Flirting Might Require More Knowledge than You Think…

Guest Blogger Brittany O’Leary

As college students, we can all remember a time in our lives when we tried to impress a crush. You probably took an extra five minutes in the morning getting ready…then you finally see him or her…and then you tell yourself to play it cool and try to say something funny to make him or her laugh. Throughout this process, you are thinking about your crush and what he or she would specifically find attractive. Every time that you are flirting with your crush—whether it’s picking out a special outfit or making sure to share a funny story (see the video below!)—you are acting rhetorically by convincing that person that you have a something to offer!

We use rhetoric in every personal, professional, and academic interaction we have with each other. Throughout a conversation, we consider the specific people we are speaking to and think of the best message to relay based on that specific person. Similarly when we flirt, we think about what our love interest would like, dislike, or relate most to in order to get that spark. As two people are building a relationship, each individual is internally choosing what to reveal to their potential partner. Should I tell him about my ex-boyfriend of three years? Should I tell her about my past? These are logical things to question when a relationship is just beginning because it is new. Jody Enders, therefore, argues that romance is an inventional, psychological, and creational process as people are making decisions about how to act in a relationship from the very beginning stages of flirting to the very end (Enders 62).

Screen Shot 2016-03-15 at 12.19.54 PMIn our personal lives, we use persuasion to convey our emotions towards one another, win an argument, or make new friends. Herrick notes, “In fact, it is difficult to imagine a human relationship in which persuasion has no role, or human organization that does not depend to some degree on efforts to change other people’s thoughts and actions,” (Herrick 3). In the presence of a romantic interest, a person’s demeanor will change slightly. It may be something as simple as twirling your hair, but it is a change nonetheless. Herrick argues that when he is trying to talk to a love interest, he will develop a case to show how attractive he is. He will thus make choices that he believes will showcase him in a certain manner—will his romantic interest like someone who’s slightly arrogant, humorous, or down to earth? All of these thoughts are rhetorical in nature. Herrick explains, “…I start to develop a case—though not an explicit and public one—about my own good qualities…My words and actions take on a rhetorical quality as I build the case for my own attractiveness,” (4). Because his actions are persuasive in nature, they display a level of rhetorical thinking that contributes to his process of flirting with someone.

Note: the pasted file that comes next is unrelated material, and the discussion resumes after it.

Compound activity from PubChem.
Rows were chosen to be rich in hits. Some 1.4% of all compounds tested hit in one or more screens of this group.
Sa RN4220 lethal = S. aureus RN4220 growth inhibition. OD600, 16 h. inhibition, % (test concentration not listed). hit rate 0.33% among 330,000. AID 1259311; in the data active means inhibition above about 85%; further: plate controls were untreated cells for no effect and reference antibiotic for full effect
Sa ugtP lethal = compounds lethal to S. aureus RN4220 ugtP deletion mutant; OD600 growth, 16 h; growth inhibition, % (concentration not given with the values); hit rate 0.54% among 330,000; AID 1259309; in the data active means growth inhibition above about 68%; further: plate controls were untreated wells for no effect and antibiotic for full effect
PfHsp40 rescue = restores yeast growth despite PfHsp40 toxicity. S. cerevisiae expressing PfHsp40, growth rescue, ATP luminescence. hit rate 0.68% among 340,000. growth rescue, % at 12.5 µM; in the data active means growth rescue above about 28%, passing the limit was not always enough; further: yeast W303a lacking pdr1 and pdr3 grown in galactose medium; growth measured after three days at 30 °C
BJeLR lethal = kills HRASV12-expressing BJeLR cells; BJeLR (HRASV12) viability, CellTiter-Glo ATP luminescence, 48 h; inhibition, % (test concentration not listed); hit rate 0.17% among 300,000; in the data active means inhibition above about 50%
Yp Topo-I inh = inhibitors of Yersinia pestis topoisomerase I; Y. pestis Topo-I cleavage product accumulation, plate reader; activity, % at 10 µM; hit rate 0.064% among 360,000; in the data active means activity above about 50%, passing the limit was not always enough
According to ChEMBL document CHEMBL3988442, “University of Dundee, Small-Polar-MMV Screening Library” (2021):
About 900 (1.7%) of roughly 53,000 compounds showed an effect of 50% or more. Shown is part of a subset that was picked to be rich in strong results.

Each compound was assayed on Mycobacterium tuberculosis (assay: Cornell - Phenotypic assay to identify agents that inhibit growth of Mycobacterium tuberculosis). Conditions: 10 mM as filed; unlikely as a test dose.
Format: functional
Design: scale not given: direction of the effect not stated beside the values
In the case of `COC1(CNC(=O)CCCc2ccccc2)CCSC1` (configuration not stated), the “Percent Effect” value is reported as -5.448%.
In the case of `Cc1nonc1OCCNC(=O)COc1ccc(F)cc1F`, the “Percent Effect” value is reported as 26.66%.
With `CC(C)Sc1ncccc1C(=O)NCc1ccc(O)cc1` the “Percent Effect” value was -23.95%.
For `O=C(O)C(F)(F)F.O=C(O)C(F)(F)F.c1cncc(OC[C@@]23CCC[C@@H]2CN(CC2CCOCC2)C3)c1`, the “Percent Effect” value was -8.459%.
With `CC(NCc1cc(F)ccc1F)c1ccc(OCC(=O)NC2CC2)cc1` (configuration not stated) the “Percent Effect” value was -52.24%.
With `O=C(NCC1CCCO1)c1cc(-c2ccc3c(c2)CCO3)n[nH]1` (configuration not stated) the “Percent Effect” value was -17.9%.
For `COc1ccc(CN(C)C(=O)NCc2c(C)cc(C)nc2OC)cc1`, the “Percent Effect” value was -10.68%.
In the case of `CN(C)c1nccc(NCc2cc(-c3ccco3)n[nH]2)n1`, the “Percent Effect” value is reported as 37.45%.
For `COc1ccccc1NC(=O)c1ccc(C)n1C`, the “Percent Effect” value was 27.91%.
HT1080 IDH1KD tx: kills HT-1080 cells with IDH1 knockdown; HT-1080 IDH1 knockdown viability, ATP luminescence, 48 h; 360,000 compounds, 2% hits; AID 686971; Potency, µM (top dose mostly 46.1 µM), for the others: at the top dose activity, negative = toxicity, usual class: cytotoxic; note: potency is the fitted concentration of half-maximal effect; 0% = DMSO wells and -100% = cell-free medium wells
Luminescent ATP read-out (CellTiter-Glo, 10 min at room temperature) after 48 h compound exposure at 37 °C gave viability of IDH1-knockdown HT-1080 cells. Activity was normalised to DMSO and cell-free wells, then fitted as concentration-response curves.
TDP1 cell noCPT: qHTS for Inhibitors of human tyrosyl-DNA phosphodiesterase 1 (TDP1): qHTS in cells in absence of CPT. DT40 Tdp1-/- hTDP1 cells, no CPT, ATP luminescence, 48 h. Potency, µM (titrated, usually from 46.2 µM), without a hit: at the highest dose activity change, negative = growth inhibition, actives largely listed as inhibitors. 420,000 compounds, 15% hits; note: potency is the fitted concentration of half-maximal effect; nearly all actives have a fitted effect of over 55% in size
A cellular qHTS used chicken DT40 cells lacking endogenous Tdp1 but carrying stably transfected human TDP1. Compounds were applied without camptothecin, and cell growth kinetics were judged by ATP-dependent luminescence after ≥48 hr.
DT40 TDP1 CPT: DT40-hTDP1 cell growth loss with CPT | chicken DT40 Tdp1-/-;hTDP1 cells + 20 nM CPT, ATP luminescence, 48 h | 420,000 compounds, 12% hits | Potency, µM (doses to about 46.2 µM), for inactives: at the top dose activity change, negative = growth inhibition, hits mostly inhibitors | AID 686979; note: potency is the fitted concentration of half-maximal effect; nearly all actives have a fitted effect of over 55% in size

Additionally, Maggie Werner analyzes rhetoric’s presence in seduction—a common tool of flirtation. Werner explains that seductive rhetoric pulls its inspiration for persuasion from the need of pleasure. Unlike many other daily uses of rhetoric, romantic interaction is a unique form of communication that has the “ability to impel listeners to act not on ethics or logic but on aesthetics and desire created through artifice,” (Werner para. 2). Being able to sweep another person off his or her feet can also show how effective a person’s use of rhetoric was while they were flirting. If a person could understand their romantic interest effectively by using persuasive tactics, they might be more likely to spark the other person’s interest.

Rhetoric can often be seen as something strictly academic or professional. In actuality, rhetoric and the art of persuasion are used in our personal lives even when we are trying to flirt with people. Every time you are thinking of how you should act in front of your crush, or what you could possibly say for that boy to finally ask you out, rhetorical thinking is being put into action.


Enders, Jody. “Memory, Allegory, and the Romance of Rhetoric”. Yale French Studies 95 (1999): 49–64.

Herrick, James A. “An Overview of Rhetoric.” The History and Theory of Rhetoric: An Introduction. 3rd ed. Boston: Allyn and Beacon, 2005. 1-30.

Werner, Maggie M. “Seductive Rhetoric and the Communicative Art of Neo-Burlesque.” Present Tense: A Journal of Rhetoric in Society 5.1 (2015): n. pag.

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